The debate over banking reform raged yesterday, after business secretary Vince Cable criticised the banks for opposing the potential reforms.
The Independent Commission on Banking, which was created in June 2010 and headed up by Sir John Vickers, has been asked to consider reforms to the UK banking industry to promote financial stability and competition; its recommendations are due to be released on 12 September 2011.
The Commission’s Interim Report was published in April 2011, and recognises the part that banks had to play in the financial crisis that began in 2007.
A question it raised was whether there should be a form of separation between UK retail banking and wholesale and investment banking, while the issue of competition was also raised.
However, business and banking groups have voiced concerns that any reforms may be detrimental given the current state of the economy.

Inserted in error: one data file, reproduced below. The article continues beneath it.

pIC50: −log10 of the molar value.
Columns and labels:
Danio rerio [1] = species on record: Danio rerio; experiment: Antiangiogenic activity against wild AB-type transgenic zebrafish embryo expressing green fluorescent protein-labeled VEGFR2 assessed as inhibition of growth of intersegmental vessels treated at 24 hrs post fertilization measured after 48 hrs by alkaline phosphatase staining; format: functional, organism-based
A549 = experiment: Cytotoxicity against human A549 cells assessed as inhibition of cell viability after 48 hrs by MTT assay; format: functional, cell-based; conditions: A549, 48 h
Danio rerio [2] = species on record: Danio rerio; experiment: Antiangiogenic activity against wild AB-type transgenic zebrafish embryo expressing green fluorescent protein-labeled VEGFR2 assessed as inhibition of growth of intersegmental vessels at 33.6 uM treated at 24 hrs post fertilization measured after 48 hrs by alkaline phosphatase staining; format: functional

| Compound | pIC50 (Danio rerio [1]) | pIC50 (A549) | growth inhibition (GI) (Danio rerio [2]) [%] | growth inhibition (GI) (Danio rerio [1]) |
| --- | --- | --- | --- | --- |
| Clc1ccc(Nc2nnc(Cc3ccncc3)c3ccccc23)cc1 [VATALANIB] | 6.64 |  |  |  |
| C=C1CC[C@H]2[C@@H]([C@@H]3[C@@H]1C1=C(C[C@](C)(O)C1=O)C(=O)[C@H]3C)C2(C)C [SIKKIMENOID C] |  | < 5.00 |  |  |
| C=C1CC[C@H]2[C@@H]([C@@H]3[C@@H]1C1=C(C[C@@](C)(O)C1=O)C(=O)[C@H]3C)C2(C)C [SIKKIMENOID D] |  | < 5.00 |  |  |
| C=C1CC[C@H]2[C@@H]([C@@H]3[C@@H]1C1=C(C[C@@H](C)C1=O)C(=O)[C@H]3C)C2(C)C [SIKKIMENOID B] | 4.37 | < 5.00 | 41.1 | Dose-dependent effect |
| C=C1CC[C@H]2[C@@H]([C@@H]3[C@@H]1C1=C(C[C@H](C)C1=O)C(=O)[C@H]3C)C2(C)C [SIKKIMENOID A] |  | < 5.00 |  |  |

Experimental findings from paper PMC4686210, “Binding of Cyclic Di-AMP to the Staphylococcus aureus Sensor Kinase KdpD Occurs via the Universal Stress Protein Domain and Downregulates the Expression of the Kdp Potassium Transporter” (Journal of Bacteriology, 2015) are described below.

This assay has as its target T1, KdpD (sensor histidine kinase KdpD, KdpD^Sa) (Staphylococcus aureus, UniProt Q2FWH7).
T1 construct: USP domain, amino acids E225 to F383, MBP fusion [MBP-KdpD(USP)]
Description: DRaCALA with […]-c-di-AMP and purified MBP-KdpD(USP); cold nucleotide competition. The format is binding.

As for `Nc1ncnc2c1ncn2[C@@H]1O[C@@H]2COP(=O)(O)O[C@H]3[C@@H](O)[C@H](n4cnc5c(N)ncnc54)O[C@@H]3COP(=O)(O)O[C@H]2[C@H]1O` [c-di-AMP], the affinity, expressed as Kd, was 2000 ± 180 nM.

John Cridland, director general at the CBI told Radio 4’s Today programme yesterday that, “What’s happened since Vickers produced his interim report before the summer is that we’ve had a radical slowdown in the world economy.
“And we’re going to have a major problem if growth stagnates and at that point my businesses trying to get cash from their banks is critical and anything which makes it harder for the banks to keep the wheels of the economy well oiled is not good timing.”
Late last month the British Bankers’ Association (BBA) echoed these concerns as chief executive Angela Knight said: “Whatever the conclusions of the UK’s Independent Commission on Banking, there is general agreement that they will be significantly costly and have an impact on lending.”
Reports today suggest that any reforms that are proposed may not be implemented until after the 2015 election.